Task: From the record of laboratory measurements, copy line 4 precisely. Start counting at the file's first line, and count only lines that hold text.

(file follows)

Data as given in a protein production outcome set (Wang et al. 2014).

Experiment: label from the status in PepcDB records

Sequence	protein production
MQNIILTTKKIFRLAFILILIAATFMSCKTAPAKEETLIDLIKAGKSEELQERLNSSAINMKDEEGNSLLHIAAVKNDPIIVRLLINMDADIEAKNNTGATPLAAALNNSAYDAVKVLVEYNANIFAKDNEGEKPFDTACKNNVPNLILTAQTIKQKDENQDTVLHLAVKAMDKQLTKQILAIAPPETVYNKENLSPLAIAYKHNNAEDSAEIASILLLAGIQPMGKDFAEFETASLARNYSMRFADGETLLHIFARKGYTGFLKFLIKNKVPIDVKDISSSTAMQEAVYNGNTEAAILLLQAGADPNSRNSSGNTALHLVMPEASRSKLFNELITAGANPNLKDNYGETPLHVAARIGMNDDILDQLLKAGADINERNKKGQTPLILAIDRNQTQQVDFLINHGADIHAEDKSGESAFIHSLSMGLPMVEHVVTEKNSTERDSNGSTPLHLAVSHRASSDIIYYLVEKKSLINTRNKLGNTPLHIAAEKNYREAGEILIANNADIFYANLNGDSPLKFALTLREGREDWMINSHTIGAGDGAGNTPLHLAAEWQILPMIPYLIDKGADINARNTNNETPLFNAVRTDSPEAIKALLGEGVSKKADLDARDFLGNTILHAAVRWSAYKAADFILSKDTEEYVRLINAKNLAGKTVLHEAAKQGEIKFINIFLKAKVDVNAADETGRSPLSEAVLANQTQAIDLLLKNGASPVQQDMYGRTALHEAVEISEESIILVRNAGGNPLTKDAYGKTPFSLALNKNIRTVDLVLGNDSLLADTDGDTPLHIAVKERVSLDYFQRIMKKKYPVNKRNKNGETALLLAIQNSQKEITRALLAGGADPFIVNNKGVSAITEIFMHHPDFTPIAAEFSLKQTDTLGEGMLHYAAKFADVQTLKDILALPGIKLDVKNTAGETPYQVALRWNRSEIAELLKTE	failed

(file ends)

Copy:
MQNIILTTKKIFRLAFILILIAATFMSCKTAPAKEETLIDLIKAGKSEELQERLNSSAINMKDEEGNSLLHIAAVKNDPIIVRLLINMDADIEAKNNTGATPLAAALNNSAYDAVKVLVEYNANIFAKDNEGEKPFDTACKNNVPNLILTAQTIKQKDENQDTVLHLAVKAMDKQLTKQILAIAPPETVYNKENLSPLAIAYKHNNAEDSAEIASILLLAGIQPMGKDFAEFETASLARNYSMRFADGETLLHIFARKGYTGFLKFLIKNKVPIDVKDISSSTAMQEAVYNGNTEAAILLLQAGADPNSRNSSGNTALHLVMPEASRSKLFNELITAGANPNLKDNYGETPLHVAARIGMNDDILDQLLKAGADINERNKKGQTPLILAIDRNQTQQVDFLINHGADIHAEDKSGESAFIHSLSMGLPMVEHVVTEKNSTERDSNGSTPLHLAVSHRASSDIIYYLVEKKSLINTRNKLGNTPLHIAAEKNYREAGEILIANNADIFYANLNGDSPLKFALTLREGREDWMINSHTIGAGDGAGNTPLHLAAEWQILPMIPYLIDKGADINARNTNNETPLFNAVRTDSPEAIKALLGEGVSKKADLDARDFLGNTILHAAVRWSAYKAADFILSKDTEEYVRLINAKNLAGKTVLHEAAKQGEIKFINIFLKAKVDVNAADETGRSPLSEAVLANQTQAIDLLLKNGASPVQQDMYGRTALHEAVEISEESIILVRNAGGNPLTKDAYGKTPFSLALNKNIRTVDLVLGNDSLLADTDGDTPLHIAVKERVSLDYFQRIMKKKYPVNKRNKNGETALLLAIQNSQKEITRALLAGGADPFIVNNKGVSAITEIFMHHPDFTPIAAEFSLKQTDTLGEGMLHYAAKFADVQTLKDILALPGIKLDVKNTAGETPYQVALRWNRSEIAELLKTE	failed